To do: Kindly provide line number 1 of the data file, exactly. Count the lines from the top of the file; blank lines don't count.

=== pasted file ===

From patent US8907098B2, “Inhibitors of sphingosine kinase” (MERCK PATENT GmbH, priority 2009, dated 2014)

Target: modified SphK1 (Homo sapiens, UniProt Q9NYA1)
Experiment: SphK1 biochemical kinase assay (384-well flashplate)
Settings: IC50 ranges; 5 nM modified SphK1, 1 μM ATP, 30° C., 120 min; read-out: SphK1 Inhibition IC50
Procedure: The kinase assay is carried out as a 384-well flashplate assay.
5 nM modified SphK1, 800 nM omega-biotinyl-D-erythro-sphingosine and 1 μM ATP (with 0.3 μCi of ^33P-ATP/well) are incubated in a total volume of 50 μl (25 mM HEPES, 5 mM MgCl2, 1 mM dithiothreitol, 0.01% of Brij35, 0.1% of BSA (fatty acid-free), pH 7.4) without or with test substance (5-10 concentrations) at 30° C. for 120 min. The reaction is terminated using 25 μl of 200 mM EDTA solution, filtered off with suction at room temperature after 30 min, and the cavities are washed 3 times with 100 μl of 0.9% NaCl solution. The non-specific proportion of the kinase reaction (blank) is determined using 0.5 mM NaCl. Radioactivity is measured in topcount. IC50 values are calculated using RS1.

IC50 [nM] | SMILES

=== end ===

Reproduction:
From patent US8907098B2, “Inhibitors of sphingosine kinase” (MERCK PATENT GmbH, priority 2009, dated 2014)